Inside the Artist's Studio: The Process

Q :: What does my typical day look like?

As an artist, I have to pursue different streams of income and that means different ways of being creative. I work for an art gallery, I teach art classes, and I paint. 


I work according to something like a block schedule. Or I guess it's more like having an order of what to tackle first. Like having a routine.


I'll start my day with computer work: checking emails, marketing, updating my website, checking statistics.


Next, I'll "do things": run errands, go to work, teach, get after house chores. It's my active, walking around, doing stuff block of time since it's when I have the most energy.


Before my last time block, I take a quick break. After my midday burst of energy is gone, I need to reboot.


Finally, I paint. I always prefer end of the day to be creative. Now, my mind is cleared of anything needing my attention and I can crank up the music and just go with the flow.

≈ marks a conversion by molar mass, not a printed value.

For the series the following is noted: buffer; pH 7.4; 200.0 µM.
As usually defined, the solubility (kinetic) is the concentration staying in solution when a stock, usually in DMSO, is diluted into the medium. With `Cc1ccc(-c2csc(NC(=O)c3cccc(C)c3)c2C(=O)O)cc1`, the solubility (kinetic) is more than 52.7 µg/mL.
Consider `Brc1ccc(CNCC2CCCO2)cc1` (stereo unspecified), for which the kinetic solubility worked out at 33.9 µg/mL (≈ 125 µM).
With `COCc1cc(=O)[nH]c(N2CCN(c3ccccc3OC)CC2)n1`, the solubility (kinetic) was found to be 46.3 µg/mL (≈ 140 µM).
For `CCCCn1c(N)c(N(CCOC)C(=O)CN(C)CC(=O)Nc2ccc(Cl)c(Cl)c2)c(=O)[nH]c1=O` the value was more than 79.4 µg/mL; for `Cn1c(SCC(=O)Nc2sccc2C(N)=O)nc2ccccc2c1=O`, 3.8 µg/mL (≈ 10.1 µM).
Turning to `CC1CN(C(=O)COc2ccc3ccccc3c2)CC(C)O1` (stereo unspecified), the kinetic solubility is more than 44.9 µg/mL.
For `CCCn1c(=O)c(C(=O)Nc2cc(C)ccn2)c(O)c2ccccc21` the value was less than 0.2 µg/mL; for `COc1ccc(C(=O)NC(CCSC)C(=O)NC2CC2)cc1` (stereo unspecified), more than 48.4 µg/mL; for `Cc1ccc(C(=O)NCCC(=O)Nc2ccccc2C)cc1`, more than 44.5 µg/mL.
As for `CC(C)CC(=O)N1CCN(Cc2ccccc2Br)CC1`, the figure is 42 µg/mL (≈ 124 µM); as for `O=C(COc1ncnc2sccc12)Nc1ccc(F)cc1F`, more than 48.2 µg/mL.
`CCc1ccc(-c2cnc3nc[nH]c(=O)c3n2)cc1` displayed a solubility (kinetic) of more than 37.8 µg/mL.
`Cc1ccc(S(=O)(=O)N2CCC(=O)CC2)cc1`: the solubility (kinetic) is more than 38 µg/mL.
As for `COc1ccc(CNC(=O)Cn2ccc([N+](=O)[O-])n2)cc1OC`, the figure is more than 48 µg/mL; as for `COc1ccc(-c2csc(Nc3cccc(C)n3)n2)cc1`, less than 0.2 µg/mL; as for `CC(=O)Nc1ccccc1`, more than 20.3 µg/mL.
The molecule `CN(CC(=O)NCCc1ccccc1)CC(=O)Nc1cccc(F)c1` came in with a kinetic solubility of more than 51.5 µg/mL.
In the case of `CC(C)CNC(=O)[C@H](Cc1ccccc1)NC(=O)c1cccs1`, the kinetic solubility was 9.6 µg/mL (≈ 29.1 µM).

Q :: What is my favorite music to listen to while working?

Part of what dictates my movements as I apply paint to canvas is the music I listen to. The tempo will guide my hand as I push paint or cue when to lift my brush.


My favorite playlist is Oldies from the 50s, 60s and 70s. Lately, I've been creeping more into the 80s but Motown still has my heart. If you wanna put me in a good mood, put on Stevie Wonder.


I also have a playlist that's upbeat, one that's positive, and one that's chill but not too chill. I don't like to paint slow and choose music that fits my natural rhythm of moving.


Whatever I choose at the beginning of a new piece or collection, I tend to stick with until the end. That way my movements and marks are cohesive throughout.

Q :: How do I layer my artwork?

I was notorious for finishing in just one layer when I started painting abstracts. A one layer wonder! Eventually, I became frustrated with this as I saw other artists creating beautiful pieces using many layers. 


The thing is: I didn't know how to do it.


So one day I asked my mentor to help me with this challenge and to not let me stop painting until I have reached six layers. A big stretch for me!


That same day, I had watched a video lesson on limited color palettes and the teacher's creative process forever changed how I make abstracts; draw, paint, draw, paint.


Having grown up drawing, something turned on inside of me and I could clearly see how to start and finish. It was a pivotal moment in my art and I still use this approach today.


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